Across from Bentley sits Prakriti Khanal, an engineering major who is knee deep in research on tides when the conversation in the lab turns to the group’s last trip to the field site stations on the Bay. They discuss the various responsibilities for each team member and results of the outing, with Prakriti duly noting that every trip begins with one important first stop. “We head to Wawa and get coffee!” she laughs.
Two of the students in the lab that day are looking not at the water, but more specifically at the land that the water may impact.
Thanks to the digital maps in development by project member and geography major Tirik Ford, the group can calculate the results of coastal flooding on the landforms lining the waters of the Chesapeake. Tirik is working on refining his elevation map of the land surrounding Magothy Bay — sharing the information with the others in the room.
Farther up the bank of computers in the lab is Selina Jahan Sumi, a PhD candidate with a focus on Water Resources Engineering. Selina is busy integrating data from both the National Oceanic and Atmospheric Administration and United States Geological Survey into her maps. She is taking a deep look at how flooding might affect the landforms near the upper Potomac River and the sixth most populated metropolitan area in the U.S. – Washington, DC.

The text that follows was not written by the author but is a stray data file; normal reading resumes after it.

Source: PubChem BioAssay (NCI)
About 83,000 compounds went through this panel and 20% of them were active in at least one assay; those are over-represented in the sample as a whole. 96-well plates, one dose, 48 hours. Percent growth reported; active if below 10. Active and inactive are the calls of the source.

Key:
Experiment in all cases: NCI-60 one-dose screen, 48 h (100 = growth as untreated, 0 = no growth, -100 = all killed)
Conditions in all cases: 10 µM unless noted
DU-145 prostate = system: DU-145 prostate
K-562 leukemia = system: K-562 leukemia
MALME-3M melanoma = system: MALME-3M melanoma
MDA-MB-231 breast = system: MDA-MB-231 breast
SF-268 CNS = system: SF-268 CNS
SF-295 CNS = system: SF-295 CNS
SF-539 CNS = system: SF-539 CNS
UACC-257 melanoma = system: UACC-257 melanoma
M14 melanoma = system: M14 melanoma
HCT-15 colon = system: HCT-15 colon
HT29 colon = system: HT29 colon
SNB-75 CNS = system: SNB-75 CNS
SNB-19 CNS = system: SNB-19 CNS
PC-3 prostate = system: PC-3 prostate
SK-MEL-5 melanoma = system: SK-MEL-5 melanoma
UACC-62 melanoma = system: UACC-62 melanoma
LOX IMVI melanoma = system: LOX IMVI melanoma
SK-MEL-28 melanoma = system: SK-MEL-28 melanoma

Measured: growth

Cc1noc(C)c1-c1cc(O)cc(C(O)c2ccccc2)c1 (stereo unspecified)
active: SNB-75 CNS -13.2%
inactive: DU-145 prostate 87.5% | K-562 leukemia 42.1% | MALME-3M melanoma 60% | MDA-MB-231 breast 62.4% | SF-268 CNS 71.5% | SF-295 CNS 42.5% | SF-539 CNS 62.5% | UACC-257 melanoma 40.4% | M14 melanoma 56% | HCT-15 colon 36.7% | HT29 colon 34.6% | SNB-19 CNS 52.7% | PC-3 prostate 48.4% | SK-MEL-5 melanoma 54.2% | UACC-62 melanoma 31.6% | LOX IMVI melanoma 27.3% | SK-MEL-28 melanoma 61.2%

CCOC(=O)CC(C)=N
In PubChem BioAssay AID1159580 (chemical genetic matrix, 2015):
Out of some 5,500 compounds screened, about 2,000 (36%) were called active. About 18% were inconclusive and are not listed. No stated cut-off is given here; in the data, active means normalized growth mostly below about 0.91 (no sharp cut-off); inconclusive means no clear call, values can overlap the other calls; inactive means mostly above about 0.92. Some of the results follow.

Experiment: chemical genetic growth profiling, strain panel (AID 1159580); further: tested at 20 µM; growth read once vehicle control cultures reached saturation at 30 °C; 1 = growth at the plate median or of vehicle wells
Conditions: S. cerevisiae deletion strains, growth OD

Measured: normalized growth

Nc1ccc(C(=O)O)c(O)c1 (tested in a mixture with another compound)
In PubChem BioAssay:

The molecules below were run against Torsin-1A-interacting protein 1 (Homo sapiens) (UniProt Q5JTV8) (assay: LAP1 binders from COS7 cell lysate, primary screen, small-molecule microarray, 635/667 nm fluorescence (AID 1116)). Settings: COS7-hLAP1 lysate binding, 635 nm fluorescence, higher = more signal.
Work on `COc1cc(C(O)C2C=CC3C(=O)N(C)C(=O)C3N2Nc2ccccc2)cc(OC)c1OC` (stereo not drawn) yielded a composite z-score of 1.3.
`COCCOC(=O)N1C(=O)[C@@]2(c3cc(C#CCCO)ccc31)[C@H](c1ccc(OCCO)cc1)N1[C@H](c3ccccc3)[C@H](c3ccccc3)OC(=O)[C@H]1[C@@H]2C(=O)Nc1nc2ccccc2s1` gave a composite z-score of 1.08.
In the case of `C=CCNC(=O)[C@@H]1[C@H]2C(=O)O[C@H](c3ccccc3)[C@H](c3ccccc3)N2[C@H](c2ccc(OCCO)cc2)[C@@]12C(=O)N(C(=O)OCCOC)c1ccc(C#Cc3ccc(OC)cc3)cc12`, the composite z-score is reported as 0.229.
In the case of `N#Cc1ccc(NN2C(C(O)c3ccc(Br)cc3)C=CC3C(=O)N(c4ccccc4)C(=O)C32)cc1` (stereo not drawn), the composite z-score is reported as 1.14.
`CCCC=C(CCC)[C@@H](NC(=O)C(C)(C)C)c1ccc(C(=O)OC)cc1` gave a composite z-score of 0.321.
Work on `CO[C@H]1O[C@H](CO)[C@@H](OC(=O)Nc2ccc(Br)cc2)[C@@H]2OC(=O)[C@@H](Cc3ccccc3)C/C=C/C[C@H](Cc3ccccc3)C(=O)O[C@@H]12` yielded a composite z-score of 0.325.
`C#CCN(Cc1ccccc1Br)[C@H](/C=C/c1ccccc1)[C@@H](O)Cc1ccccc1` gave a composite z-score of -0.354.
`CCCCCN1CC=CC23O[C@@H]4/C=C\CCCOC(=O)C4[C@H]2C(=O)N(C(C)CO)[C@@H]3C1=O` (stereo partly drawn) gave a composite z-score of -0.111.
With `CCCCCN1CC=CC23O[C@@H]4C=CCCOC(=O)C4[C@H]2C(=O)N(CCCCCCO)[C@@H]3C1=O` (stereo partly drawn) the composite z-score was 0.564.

The conversation then circles back to trips to the field stations. That’s when Tyler Miesse pulls out some of the equipment they bring to the stations, and pulls up some photos from the team’s recent trip to the Magothy Bay station. Pictured are lab team members with various instruments to measure the water level and assess water flow in the marsh. Tyler, who was raised Virginia Beach, and who shares a love of surfing with Ferreira, is acutely interested the role of the marshes during extreme storm events. “The salt marshes are critically important to the life of the Bay,” he notes. “The vegetation within the marsh efficiently weakens and reduces the waves during storm surges, and provides a key defense for the land.”
Ferreira notes, however, that the “SurgeNOW” effort goes well beyond the lab partners we meet today. “This 4-VA grant allowed us to pull a wide range of people and resources together — Arslaan Khalid, an Engineering major who developed a prototype system on “Poseidon” our supercomputing cluster; Thomas Jefferson High School for Science and Technology student Pavani Ravella who transitioned our system from one from one platform to another; and of course, Seth Lawler, a Master’s student that helped launch the thought process thanks to the boat he keeps on the Chesapeake!”
It’s a team project that will return important results for the Chesapeake Bay community.